at the same time, US oil refineries were using 16,025,000 barrels of crude per day, 586,000 barrels per day more than they used during the prior week, while during the same period 77,000 barrels of oil per day were being added to oil storage facilities in the US....hence, this week's crude oil figures from the EIA seem to indicate that our total supply of oil from net imports and from oilfield production was 396,000 fewer barrels per day than what refineries reported they used plus what was added to storage during the week...to account for that discrepancy, the EIA needed to insert a (+396,000) barrel per day figure onto line 13 of the weekly U.S. Petroleum Balance Sheet to make the data for the supply of oil and the consumption of it balance out, which they label in their footnotes as "unaccounted for crude oil"...
further details from the weekly Petroleum Status Report (pdf) show that the 4 week average of our oil imports rose to an average of 7,609,000 barrels per day, 3.2% above the imports of the same four-week period last year....the total 77,000 barrel per day addition to our total crude inventories came about on a 122,000 barrel per day addition to our commercial stocks of crude oil, which was partially offset by a 45,000 barrel per day emergency withdrawal of oil from our Strategic Petroleum Reserve, which apparently is still being tapped to address short term spot shortages caused by this year's hurricanes...this week's 1,101,000 barrel per day increase in our crude oil production was due to a 1,109,000 barrel per day surge in output from wells in the lower 48 states, as production came back after Hurricane Nate, while output from Alaska fell by 8,000 barrels per day at the same time...the 9,507,000 barrels of crude per day that were produced by US wells during the week ending October 20th was 8.4% more than the 8,770,000 barrels per day we were producing at the end of 2016, and 11.8% more than the 8,504,000 barrels per day of oil we produced during the during the equivalent week a year ago, while it was still 1.1% below the record US oil production of 9,610,000 barrels per day set during the week ending June 5th 2015...
US oil refineries were operating at 87.8% of their capacity in using those 16,025,000 barrels of crude per day, up from 84.5% of capacity the prior week, a fairly normal pace for a fall seasonal maintenance period...the 16,025,000 barrels of oil that were refined this week were 9.6% less than the 17,725,000 barrels per day that were being refined the week before Hurricane Harvey struck at the end of August, but were still 3.0% more than the 15,552,000 barrels of crude per day that were being processed during week ending October 21st, 2016, when refineries were operating at 85.5% of capacity...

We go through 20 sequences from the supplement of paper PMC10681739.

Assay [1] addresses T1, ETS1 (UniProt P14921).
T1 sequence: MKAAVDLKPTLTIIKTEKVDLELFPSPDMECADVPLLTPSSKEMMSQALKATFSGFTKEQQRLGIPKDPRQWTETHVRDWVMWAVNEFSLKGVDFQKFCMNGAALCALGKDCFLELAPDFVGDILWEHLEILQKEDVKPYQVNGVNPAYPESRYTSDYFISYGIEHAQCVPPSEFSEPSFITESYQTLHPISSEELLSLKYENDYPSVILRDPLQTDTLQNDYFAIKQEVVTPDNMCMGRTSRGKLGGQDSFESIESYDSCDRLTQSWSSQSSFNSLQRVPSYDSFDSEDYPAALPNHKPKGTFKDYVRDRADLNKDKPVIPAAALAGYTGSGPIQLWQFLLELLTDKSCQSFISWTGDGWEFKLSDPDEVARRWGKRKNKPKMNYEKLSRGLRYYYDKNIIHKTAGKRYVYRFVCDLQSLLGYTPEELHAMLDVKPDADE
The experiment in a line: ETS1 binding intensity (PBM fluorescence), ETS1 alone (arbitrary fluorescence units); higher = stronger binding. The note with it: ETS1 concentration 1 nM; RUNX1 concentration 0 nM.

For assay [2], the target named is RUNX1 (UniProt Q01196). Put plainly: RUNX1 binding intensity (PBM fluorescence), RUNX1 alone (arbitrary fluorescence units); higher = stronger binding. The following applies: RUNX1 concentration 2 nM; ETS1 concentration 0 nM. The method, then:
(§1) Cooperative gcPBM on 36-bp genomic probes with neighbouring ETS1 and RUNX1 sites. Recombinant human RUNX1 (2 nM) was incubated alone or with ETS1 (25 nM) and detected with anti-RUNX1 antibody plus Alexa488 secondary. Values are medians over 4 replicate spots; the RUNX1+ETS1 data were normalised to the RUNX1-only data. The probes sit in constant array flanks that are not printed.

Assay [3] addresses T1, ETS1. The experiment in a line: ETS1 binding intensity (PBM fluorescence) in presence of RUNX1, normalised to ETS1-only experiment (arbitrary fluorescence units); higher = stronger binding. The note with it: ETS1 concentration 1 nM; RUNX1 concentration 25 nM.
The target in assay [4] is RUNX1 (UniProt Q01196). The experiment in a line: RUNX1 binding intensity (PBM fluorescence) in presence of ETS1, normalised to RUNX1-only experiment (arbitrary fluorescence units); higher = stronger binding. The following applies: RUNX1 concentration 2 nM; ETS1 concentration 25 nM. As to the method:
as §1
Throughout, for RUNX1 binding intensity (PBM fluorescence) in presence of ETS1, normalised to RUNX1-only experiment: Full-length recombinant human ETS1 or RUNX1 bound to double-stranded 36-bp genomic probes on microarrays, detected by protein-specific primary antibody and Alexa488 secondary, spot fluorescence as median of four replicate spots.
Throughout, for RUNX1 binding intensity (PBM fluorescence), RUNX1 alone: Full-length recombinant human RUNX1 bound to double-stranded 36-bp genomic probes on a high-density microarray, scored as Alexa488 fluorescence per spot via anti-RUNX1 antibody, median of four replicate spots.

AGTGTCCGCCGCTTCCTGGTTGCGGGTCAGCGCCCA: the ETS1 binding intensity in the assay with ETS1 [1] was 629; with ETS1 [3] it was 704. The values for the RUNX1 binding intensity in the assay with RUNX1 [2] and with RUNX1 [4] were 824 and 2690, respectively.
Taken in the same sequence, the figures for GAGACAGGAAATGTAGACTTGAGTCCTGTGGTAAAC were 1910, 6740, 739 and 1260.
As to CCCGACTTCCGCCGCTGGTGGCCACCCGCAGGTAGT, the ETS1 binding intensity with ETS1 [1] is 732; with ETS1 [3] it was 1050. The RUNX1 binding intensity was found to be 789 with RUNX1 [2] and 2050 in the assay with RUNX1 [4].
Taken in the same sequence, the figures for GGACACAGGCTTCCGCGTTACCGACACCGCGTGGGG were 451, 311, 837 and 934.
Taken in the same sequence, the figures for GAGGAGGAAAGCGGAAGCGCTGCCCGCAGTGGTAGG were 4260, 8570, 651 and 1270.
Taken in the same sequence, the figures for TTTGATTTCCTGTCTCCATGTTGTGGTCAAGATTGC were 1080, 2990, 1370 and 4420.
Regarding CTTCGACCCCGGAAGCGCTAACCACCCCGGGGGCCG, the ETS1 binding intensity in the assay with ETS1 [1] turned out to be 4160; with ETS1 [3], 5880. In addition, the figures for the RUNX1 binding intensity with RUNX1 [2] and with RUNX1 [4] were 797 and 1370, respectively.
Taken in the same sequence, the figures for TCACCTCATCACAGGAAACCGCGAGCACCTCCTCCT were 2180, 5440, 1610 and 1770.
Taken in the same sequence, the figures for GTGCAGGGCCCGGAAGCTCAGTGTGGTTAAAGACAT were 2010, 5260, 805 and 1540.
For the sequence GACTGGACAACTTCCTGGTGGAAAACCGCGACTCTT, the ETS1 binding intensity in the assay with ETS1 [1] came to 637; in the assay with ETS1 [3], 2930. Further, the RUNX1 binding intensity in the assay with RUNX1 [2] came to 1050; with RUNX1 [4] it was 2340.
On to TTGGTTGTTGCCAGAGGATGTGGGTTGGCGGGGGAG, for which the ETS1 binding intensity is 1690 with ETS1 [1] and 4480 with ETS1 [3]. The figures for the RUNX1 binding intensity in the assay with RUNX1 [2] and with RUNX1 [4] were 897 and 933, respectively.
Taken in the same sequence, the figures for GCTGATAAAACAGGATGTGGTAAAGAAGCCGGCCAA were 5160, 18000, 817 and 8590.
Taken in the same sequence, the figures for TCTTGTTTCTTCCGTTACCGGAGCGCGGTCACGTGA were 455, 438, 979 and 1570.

despite the pickup in US oil refining, gasoline output from our refineries was lower, decreasing by 95,000 barrels per day to 9,936,000 barrels per day during the week ending October 20th, which was still 1.0% higher than the 9,837,000 barrels of gasoline that were being produced daily during the comparable week a year ago....on the other hand, our refineries' production of distillate fuels (diesel fuel and heat oil) rose by 11,000 barrels per day to 4,795,000 barrels per day, which was 5.7% more than the 4,536,000 barrels per day of distillates that were being produced during the week ending October 21st last year....
with the decrease in our gasoline production, our end of the week gasoline inventories fell by 5,456,000 barrels to 216,869,000 barrels by October 20th, the first drop in gasoline inventories in 5 weeks...the size of the decrease was exacerbated by a 270,000 barrel per day increase to 906,000 barrels per day in our exports of gasoline, while our imports of gasoline fell by 457,000 barrels per day to 233,000 barrels per day, the least gasoline we've imported since November 5 1995...also contributing to the decrease in our supplies, our domestic consumption of gasoline rose by 178,000 barrels per day to 9,314,000 barrels per day at the same time...with significant gasoline supply withdrawals in 13 out of the last 19 weeks, our gasoline inventories are now down by 10.5% from June 9th's level of 242,444,000 barrels, and 4.0% below last October 14th's level of 226,011,000 barrels, even as they are still roughly 4.8% above the 10 year average of gasoline supplies for this time of the year...